Running down a Dream (Tom Petty - simplified solo again)
posted by forforf at 7:02 AM on November 8, 2010


Here a few of the songs my band of beginners likes to play:

Holland 1945 - Neutral Milk Hotel
Dancing With Myself - Billy Idol
Paper Planes - MIA
Crazy - Gnarles Barkley
posted by catastropher at 7:22 AM on November 8, 2010


Since Yesterday is quite easy to play on a guitar. And here is a guitary-version.
(I would play the Gmaj7 as x20002 or else x22002 instead of just xx0002 for a slightly bigger sound)
posted by K.P. at 7:33 AM on November 8, 2010


How not-great are you? If you can manage a reggae beat, then reggae and ska sound more difficult/impressive than they really are.
posted by cmoj at 9:22 AM on November 8, 2010


Dare I suggest writting something of your own?

How not-great are you?


Whether you are going to stick to covers, or want to write your own songs, I'd suggest picking up How to Write Songs on Guitar. It's written to do what it says--teach you how to write songs on guitar, and along the way teach you theory-you-can-use to someone already a little familiar with a guitar in their hands (and use the little bits as you learn them, as opposed to other theory books that seem like they're just throwing a bunch of arbitrary scale patterns and roman numerals at you to memorize). But it also has lists of songs grouped by chord progression. So, for example, if your rhythm guitarist is only comfortable with open (non-barre) chords, you can look at the list of songs for a I-IV-V progression and play them with D G and A. Anything from the I-vi-V list can be played with either C/Amin/G or G/Em/D.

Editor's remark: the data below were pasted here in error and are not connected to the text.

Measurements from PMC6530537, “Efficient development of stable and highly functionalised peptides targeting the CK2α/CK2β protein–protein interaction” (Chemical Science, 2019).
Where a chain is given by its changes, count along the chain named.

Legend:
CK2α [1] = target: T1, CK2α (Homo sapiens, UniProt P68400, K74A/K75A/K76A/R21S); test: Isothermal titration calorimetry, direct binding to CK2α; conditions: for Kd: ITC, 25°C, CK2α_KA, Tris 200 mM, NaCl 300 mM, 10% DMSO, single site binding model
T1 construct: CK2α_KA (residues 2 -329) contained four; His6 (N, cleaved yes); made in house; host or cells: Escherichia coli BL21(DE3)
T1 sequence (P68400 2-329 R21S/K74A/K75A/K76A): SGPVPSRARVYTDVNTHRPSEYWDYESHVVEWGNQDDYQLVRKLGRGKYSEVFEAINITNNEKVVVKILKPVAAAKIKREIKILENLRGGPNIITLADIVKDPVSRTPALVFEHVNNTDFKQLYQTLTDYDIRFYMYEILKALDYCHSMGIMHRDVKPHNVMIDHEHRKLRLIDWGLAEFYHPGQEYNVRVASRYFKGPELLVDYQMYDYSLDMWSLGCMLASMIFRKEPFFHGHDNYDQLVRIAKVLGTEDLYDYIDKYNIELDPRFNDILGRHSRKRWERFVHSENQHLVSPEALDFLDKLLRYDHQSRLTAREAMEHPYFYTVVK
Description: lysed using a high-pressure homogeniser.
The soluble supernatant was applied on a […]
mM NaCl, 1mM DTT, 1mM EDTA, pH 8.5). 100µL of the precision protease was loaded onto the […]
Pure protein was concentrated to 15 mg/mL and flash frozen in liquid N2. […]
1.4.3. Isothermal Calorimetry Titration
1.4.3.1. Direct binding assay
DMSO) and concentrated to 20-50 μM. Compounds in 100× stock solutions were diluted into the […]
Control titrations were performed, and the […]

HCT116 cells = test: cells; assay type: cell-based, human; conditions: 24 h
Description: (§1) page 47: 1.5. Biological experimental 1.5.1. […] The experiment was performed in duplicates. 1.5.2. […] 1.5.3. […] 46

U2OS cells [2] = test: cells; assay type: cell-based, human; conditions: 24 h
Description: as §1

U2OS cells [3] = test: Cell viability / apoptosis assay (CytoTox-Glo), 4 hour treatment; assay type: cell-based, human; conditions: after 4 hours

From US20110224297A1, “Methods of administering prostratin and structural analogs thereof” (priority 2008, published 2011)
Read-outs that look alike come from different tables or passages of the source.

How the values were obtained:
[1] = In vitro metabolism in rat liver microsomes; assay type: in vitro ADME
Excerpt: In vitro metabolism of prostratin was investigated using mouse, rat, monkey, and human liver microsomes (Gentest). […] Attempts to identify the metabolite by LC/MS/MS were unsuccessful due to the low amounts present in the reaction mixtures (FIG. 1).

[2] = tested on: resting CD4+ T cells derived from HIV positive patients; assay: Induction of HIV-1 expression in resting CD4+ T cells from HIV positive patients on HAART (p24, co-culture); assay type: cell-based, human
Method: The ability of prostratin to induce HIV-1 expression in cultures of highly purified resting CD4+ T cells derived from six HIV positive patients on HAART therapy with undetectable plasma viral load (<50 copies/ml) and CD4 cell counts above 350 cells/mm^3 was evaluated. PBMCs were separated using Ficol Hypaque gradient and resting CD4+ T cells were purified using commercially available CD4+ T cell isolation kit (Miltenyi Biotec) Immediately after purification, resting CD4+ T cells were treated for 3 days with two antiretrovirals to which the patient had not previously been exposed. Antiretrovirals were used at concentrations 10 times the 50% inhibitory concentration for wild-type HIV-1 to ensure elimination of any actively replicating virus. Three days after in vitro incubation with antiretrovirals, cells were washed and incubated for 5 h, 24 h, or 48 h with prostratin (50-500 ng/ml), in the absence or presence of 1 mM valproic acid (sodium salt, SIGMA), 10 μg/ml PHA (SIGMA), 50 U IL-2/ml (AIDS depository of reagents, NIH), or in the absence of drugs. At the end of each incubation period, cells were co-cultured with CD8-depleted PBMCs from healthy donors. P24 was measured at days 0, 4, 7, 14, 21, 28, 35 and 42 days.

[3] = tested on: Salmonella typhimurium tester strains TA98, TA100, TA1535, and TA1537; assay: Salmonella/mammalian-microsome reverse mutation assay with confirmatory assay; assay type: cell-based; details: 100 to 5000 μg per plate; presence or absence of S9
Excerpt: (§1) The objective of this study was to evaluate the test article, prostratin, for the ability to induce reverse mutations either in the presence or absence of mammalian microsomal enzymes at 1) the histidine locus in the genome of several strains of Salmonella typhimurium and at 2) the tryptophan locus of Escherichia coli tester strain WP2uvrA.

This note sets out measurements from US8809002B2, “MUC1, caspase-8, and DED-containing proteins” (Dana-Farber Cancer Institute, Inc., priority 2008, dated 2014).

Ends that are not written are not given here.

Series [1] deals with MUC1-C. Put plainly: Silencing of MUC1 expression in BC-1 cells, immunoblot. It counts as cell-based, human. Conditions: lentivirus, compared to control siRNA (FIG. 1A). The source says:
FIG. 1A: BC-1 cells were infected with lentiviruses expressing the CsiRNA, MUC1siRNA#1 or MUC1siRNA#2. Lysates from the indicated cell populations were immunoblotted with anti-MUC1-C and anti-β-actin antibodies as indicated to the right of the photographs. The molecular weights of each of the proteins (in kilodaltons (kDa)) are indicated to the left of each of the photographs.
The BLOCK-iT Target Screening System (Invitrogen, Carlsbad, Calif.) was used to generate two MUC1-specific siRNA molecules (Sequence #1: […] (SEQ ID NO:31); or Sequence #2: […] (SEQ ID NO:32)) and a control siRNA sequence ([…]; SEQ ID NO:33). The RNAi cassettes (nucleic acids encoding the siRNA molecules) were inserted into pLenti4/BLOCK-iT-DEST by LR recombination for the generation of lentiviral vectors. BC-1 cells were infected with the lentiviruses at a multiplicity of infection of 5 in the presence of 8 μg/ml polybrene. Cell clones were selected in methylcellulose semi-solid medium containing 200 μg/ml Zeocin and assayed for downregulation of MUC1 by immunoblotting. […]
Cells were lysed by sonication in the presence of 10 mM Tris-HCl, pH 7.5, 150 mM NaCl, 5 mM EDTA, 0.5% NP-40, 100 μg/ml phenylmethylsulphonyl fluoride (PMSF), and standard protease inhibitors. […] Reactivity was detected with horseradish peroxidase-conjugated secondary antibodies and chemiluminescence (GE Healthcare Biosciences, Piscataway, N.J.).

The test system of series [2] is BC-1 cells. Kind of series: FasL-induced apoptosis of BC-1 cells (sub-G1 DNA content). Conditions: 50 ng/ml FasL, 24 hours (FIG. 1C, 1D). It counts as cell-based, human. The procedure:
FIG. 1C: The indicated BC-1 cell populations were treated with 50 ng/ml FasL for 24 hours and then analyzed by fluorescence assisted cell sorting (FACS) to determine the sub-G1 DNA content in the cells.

Also, Horse with no Name is super easy for the rhythm guitar. 022000 and 200200
posted by K.P. at 6:16 PM on November 8, 2010


The White Stripes The Air Near My Fingers
posted by Sara Anne at 8:03 PM on November 8, 2010


These are all great, thanks folks!
posted by tomble at 6:18 PM on November 14, 2010